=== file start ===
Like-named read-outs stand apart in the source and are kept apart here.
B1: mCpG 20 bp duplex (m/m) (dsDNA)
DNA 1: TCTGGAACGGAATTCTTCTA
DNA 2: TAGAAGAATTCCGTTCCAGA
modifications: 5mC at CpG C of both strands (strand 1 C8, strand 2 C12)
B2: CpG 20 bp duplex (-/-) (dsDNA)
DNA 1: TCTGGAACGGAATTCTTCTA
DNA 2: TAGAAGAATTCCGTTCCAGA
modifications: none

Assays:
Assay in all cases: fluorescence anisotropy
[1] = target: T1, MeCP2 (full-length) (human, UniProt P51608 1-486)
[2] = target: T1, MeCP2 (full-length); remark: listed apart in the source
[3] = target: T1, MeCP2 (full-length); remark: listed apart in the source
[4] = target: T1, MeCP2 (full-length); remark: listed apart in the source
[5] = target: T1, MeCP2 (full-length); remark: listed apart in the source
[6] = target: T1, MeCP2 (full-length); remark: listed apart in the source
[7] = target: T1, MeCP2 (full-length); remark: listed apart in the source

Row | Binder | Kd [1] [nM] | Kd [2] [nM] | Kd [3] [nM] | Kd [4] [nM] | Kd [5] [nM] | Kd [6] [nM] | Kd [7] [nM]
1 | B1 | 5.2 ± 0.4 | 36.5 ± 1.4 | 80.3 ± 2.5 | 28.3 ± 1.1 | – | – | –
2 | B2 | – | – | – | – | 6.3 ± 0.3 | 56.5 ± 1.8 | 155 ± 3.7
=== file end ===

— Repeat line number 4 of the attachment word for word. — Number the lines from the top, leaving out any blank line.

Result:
DNA 2: TAGAAGAATTCCGTTCCAGA